Crafty: Butternut squash and sage give traditional pasta an autumnal edge


While there is nothing particularly difficult about the recipe itself–no fancy French techniques or special equipment–it does require a bit of time. You might feel slightly intimidated by the thought of making your own pasta, but trust me, it’s pretty basic and beginner friendly.

STEP ONE: Make the Pasta Dough   

Start by mounding flour on a clean counter or in wide bowl. Make a well in the center of the flour and place eggs, salt and olive oil into the well. Use a fork to beat the eggs lightly. Gradually add flour to the eggs using your hands or a fork until all the flour is incorporated. Make sure the dough isn’t too stiff or too sticky, and adjust to a smooth consistency by adding water or more flour as needed.

Knead the dough for 10 minutes until it is smooth and stretchy. Divide into four pieces, and wrap the individual dough balls loosely in plastic wrap. Let rest at room temperature for for an hour while you make the filling.



  • 2 cups unbleached, all-purpose flour
  • 3 large eggs
  • 1/2 teaspoon salt
  • 1 teaspoon olive oil


  • One medium butternut squash, halved with seeds removed
  • 5-7 sage leaves
  • 1/2 cup grated Parmesan
  • Salt to taste

STEP TWO: Prep the Filling

Preheat oven to 400 degrees. Peel squash and then cut into roughly one-inch by one-inch cubes. Place on a baking sheet and put in oven. After 30 minutes, flip the squash over and roast 10-15 more minutes. Then, take squash out of the oven and let cool for 10 minutes. Combine squash with sage, parmesan and salt in a food processor and puree until smooth. Set aside.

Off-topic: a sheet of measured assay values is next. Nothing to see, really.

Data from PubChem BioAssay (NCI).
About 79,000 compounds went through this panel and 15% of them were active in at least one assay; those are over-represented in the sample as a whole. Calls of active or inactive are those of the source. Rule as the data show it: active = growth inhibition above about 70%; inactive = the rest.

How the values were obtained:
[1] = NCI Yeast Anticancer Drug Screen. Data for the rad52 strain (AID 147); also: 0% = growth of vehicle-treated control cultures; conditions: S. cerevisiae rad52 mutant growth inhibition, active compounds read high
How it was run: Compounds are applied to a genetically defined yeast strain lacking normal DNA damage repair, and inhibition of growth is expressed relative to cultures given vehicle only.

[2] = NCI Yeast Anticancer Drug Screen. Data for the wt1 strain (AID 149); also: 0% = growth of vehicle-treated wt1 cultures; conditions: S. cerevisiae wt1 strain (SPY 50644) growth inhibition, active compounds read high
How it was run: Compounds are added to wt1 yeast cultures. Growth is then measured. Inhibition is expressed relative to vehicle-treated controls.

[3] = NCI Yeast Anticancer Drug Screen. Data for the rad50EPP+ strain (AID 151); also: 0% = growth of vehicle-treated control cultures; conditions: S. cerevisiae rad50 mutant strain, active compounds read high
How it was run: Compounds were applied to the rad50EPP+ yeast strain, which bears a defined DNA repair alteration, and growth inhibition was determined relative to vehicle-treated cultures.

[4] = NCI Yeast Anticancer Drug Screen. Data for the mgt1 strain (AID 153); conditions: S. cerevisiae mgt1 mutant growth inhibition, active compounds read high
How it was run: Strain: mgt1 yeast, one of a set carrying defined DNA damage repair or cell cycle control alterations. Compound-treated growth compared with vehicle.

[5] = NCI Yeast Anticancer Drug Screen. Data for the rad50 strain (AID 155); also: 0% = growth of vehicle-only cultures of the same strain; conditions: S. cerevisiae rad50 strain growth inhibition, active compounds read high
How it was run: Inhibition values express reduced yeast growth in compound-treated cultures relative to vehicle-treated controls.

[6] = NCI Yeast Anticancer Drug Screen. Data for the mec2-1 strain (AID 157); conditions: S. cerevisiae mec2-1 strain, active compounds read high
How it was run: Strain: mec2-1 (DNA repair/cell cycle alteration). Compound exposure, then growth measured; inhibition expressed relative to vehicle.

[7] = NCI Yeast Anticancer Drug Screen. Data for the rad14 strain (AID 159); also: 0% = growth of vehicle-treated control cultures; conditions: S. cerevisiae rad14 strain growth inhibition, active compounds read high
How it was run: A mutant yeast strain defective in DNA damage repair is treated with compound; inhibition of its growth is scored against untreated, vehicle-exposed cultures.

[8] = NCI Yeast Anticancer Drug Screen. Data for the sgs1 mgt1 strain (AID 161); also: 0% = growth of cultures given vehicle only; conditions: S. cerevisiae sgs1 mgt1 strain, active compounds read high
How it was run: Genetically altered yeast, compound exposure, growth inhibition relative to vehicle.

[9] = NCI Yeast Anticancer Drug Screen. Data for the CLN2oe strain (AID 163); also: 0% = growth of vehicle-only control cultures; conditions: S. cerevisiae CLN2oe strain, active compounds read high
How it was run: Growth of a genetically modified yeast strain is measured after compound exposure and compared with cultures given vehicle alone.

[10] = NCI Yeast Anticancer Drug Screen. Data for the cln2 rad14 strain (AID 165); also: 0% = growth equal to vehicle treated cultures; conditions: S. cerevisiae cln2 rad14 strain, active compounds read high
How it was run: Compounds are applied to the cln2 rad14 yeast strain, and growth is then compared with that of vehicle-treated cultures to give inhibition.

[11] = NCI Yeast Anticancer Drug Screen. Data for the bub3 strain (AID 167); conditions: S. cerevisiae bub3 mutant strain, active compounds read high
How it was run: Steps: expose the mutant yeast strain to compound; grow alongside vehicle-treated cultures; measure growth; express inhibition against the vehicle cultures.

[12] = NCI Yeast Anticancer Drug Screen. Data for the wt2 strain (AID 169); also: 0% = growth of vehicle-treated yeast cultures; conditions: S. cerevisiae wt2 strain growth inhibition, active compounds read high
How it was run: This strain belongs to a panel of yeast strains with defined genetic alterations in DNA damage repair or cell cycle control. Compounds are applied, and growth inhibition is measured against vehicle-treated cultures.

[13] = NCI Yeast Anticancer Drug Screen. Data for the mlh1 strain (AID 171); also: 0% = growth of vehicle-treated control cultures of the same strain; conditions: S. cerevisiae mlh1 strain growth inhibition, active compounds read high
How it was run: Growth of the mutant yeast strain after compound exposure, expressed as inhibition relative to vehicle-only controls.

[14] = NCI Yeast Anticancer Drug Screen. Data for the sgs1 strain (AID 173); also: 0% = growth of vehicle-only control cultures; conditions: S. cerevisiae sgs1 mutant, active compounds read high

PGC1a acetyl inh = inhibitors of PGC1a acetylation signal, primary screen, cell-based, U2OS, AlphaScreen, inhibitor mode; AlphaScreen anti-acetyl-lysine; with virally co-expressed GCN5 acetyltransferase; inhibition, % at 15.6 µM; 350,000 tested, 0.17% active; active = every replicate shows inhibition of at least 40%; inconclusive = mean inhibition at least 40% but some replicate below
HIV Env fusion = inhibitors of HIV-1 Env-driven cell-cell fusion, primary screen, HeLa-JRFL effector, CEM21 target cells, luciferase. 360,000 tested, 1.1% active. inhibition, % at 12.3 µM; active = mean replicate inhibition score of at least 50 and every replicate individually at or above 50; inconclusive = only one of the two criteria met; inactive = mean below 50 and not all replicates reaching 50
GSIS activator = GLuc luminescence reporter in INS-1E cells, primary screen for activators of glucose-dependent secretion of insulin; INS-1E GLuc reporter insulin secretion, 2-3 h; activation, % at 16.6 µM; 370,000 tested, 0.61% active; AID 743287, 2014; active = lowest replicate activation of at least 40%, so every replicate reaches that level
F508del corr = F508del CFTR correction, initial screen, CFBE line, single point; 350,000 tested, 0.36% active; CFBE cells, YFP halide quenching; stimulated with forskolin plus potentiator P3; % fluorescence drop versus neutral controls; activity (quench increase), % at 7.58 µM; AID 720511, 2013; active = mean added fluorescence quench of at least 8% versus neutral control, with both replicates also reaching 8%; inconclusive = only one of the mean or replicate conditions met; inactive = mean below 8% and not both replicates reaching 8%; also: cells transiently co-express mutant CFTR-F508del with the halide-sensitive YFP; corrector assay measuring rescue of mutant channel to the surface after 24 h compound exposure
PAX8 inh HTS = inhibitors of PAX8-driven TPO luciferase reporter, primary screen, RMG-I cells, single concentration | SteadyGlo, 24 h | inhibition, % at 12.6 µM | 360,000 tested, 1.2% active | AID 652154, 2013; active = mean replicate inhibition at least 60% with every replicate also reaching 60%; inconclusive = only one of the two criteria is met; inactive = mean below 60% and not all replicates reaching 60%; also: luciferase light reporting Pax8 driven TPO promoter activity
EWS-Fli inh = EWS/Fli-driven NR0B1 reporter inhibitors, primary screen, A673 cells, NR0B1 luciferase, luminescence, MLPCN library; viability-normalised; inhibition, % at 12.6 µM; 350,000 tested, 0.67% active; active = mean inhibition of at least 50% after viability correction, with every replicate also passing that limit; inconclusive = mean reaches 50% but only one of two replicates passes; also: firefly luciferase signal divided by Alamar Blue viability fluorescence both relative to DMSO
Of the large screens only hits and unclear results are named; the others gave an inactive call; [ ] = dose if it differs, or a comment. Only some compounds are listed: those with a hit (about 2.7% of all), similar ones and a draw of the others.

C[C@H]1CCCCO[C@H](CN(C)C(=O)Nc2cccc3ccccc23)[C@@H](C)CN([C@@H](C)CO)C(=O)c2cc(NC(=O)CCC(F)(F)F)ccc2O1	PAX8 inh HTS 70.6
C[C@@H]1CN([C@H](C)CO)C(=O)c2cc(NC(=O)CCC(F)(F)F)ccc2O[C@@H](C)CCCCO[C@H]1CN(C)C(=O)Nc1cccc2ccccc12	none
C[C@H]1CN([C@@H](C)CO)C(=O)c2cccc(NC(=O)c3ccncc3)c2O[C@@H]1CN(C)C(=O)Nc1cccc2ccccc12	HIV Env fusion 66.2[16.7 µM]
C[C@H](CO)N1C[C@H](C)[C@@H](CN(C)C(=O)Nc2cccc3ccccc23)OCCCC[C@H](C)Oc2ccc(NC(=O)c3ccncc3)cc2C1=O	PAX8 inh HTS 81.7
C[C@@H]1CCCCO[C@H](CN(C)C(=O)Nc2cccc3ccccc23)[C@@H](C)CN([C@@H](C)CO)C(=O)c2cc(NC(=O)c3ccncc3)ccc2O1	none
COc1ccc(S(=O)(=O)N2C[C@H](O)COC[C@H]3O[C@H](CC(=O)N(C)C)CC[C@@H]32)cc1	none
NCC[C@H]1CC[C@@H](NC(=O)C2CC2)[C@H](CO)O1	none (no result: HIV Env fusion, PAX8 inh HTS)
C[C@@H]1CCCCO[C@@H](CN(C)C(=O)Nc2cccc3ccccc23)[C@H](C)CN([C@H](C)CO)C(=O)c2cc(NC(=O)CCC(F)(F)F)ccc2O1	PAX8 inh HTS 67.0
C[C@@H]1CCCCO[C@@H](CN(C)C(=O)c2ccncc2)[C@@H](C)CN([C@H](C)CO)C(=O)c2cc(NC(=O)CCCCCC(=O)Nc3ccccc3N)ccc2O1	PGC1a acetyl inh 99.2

STEP THREE: Roll the Dough

Roll out pasta into very thin, 4-inch wide sheets. You can use a hand-crank pasta maker, an electric pasta roller or roll out the dough on a lightly floured surface. Cut the perimeter of the dough so that it is in the shape of a rectangle. Repeat with another piece of dough.

STEP FOUR: Fill and Seal

With your pasta sheets ready, it’s time to make the ravioli. Using one sheet, make two rows of ½-teaspoon mounds of the squash filling spaced one inch apart. Use your finger to trace water around each piece of filling. Lay your second pasta sheet over top and press down so that the two sheets adhere around the squash mounds. Cut the sheet around each squash mound to make ravioli, being sure that each piece is sealed around the edges. Dust a baking sheet with flour and place ravioli on sheet so that the pieces don’t touch. Use the remaining dough and filling to make another batch of ravioli.

STEP FIVE: Boil and Serve

Cook the ravioli in boiling salted water. Fresh pasta will cook faster than dried, so after three to four minutes, check in as it should be ready (the thinner the pasta dough, the faster it will cook). When pasta is ready, drain. To serve, sprinkle ravioli withtoasted hazelnuts and toss with olive oil that has been heated slightly in a pan with minced garlic. Recipe adapted from Joy of Cooking.  

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